Dante’s mysterious mountain
body dysmorphia, touch repulsion, the process of being restored/transformed
I don’t like my hands or the right side of my face. I don’t know if body dysmorphia is something one ever fully outgrows. Disgust tends to fade more into distaste or apathy rather than a form of recompense. I am not interested or looking for methods of empowerment or voyeurism - perhaps due to a lasting and combined touch repulsion/starvation that I still cannot put into words, save the end of Shauna Barbosa’s “GPS”:
You kiss the back of my legs, and I want to cry. Only the sun has come this close, only the sun.
There’s an intangible grief in mourning the unreality of things that were once deemed authentic. Perhaps a profound and more shameful sadness lies in the discovery that the standard by which everything else was measured by was, in itself, counterfeit.
Complex grief can be, and initially is destructive for anyone. It’s a type of purgatory. There’s always a part of it that’s impassable, a proverbial wall of fire that prevents you from moving anywhere, except through it. I’ve found that with sustained grief, that wall can reappear whenever it wants. You can be in line at Target, and it’ll put you on the floor (at least the first time).
I think part of the transformation is about finding the courage to persist, to go through that fire, again and again. That process has continually refined me. It’s made me stronger and more tender than I ever thought possible; it’s also given me courage in other areas of my life. I don’t live in fear or terror anymore. I can be a little reckless at times (like free climbing in the Sierra’s), but I’m coming to more of a balance. I’m not afraid to establish and enforce boundaries (for others and myself). I know the type of questions that lead to emotional self-harm, so I don’t ask them anymore. I stopped RSVPing “maybe” for my life, and I bought those tickets and climbed that mountain - especially when I had to do it alone.
Tattoos, at least for me, have been a way of reclaiming my body in the form of outwardly and internally saying, “this is my body, it is no one’s but mine."
My hands are deeply scarred on the base of my palms where I once ripped the skin down past the dermis after being nearly run over by a car while skateboarding on campus when I was an undergraduate. I’ll never have a skull without plates in it, or a spine without dura hardware. The question isn’t whether or not I can go back to having a body that hasn’t been beaten, broken, molested, or traumatized. The problem is - how can I live in a body that doesn’t want to be seen or touched?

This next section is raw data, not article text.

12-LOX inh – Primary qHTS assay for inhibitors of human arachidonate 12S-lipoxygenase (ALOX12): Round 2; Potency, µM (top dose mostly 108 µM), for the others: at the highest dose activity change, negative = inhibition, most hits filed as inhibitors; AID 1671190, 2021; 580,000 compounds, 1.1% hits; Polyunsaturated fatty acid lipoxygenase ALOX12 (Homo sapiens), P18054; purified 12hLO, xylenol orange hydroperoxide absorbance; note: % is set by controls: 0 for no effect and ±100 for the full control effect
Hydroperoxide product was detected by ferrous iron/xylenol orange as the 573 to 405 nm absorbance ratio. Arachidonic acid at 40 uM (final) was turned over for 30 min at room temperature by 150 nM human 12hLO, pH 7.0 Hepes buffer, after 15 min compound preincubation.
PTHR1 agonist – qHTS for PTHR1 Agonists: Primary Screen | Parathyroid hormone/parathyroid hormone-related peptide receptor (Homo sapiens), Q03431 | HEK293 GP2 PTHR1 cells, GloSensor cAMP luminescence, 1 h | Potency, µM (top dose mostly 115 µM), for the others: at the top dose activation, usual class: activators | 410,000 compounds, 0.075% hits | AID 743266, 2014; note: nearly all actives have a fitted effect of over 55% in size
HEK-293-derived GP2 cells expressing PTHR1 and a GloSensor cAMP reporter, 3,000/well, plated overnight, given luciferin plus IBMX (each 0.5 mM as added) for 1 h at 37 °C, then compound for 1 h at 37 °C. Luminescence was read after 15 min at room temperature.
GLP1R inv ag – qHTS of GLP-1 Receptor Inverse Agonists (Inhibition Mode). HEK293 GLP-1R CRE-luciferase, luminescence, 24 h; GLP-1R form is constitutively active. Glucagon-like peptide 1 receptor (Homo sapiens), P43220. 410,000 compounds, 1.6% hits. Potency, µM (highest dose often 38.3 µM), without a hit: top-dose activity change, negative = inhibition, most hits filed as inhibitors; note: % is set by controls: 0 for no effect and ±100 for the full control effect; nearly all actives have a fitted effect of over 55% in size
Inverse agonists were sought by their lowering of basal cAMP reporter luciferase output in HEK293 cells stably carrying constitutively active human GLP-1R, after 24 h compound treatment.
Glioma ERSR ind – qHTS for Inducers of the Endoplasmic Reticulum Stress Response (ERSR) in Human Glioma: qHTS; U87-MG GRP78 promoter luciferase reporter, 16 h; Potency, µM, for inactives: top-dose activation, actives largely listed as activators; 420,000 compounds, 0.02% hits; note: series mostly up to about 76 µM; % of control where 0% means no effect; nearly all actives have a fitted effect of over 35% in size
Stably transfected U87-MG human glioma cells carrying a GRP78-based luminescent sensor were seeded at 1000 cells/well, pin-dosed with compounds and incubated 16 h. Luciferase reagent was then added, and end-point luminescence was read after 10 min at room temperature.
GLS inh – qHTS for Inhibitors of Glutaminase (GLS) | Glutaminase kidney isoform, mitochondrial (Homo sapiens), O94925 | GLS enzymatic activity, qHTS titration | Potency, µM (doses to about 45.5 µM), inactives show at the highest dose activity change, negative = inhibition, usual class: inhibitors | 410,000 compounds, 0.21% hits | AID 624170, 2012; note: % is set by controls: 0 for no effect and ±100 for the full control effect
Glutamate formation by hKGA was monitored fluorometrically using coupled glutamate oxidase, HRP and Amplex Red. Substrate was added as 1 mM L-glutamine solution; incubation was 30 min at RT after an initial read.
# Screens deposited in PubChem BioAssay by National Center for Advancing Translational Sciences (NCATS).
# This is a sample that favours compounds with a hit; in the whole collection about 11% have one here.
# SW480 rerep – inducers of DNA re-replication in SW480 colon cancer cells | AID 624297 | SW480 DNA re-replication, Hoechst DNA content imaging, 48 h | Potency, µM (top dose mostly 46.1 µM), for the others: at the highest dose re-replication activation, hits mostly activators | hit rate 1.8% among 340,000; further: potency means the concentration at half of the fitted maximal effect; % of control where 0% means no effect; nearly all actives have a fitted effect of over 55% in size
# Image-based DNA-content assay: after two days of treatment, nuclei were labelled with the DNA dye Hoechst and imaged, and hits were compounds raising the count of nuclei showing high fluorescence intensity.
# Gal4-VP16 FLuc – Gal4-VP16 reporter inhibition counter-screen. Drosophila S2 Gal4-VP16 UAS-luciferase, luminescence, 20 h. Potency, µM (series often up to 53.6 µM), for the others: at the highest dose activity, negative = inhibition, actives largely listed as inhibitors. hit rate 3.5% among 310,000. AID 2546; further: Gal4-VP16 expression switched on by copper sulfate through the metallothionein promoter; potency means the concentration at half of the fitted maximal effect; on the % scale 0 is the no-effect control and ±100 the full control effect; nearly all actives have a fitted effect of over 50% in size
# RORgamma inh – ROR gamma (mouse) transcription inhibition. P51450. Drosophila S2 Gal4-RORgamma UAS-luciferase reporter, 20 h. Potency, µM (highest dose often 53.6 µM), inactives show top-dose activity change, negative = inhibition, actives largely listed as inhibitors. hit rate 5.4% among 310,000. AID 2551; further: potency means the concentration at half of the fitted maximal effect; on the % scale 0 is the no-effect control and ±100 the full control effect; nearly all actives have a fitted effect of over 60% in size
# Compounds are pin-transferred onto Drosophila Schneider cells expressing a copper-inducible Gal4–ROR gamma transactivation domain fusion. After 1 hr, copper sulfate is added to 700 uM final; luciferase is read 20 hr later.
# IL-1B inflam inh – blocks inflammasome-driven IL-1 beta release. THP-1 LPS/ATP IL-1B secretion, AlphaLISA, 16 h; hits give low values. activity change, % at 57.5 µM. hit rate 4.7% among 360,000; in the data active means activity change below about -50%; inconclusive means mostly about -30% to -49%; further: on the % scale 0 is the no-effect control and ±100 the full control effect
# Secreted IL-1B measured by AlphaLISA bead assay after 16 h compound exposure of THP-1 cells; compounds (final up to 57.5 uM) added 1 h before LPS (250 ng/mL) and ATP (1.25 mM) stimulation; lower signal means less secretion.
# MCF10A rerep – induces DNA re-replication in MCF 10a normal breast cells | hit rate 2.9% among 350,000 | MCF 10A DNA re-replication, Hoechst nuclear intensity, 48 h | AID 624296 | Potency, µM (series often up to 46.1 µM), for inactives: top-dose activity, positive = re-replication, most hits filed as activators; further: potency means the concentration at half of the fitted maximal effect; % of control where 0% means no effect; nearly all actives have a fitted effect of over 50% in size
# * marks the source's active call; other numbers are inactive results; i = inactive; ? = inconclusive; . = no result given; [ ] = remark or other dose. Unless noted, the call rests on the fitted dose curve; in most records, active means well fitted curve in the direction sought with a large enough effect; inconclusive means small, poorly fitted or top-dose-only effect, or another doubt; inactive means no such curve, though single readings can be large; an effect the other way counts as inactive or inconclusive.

In Krista Tippett’s Interview with Ester Perel: "The Erotic Is an Antidote to Death,” Perel earnestly reminds us that eroticism is genuinely (intimately) linked to how people connect to quality of aliveness, vibrancy, vitality, and renewal. She goes on to say:
Because desire is to own the wanting — that’s one way of looking at it. And in order to own something, there needs to be a sovereign self that is free to choose and, of course, feels worthy of wanting and feels worthy of receiving. That’s why desire is so intimately connected with a sense of self-worth.
I’m not sure if it’s possible to separate the body of the world from the body of the (my) self because both are always acting upon each other. And yet, somehow, I am also perpetually struggling against the tyranny of both of those bodies. And that struggle can often leave me feeling disembodied entirely.
I think being disembodied is a synonym for not feeling understood. So it’s not the wanting, but the willingness to be vulnerable and still be misunderstood. No amount of self-awareness or actualization will ever make me master of everything inside of me. My body and soul often speak in languages I don’t understand cognitively yet. I have to remind myself that it’s unrealistic to expect someone else to understand something in a matter of hours that took me years to live into. I don’t have to be fully known to be worthy. I just have to lean into the fall.
It’s not that through writing, I realize some political, corporeal, or erotic autonomy. Instead, in the moment of the creative act, I am suddenly only aware of the immediate, immortal now - and that, in itself, is a kind of freedom. And then, having had that experience, I am constantly reminded of its possibility, and I can move forward through the mundane and the banal until the next such time and place as this. In that sense, it’s permanent freedom, no matter how brief the moment itself, that I will always carry inside me.
The problem with transformation isn’t just the means, but the will to do it. In my own experience, when we seek that will from a place solely based on anger that lacks conviction, try to do it alone, are ill-equipped, or focus on the insurmountable, it is not scalable or sustainable.
We burn out, sometimes quite quickly, because shame, spite, anxiety, fear, and misanthropy are not regenerative places - they are exhausting. If, however, we come to a metamorphosis from conviction, passion, or desperation, then we can return to quietly sitting still, breathing, and experiencing not only our own but the world’s potential and capacity for change. Then we can be renewed daily.
I know that I am continually in the process of being restored. I also know that I don’t have to fix everything at once. The regenerative engine for change inside us is fueled—among other ways—by the power of art, connection, and nature - by poetry. The beautiful thing is once you kick start that engine the first time - it can go on forever. All it takes is a spark.
Maybe that’s what the wall of fire is for.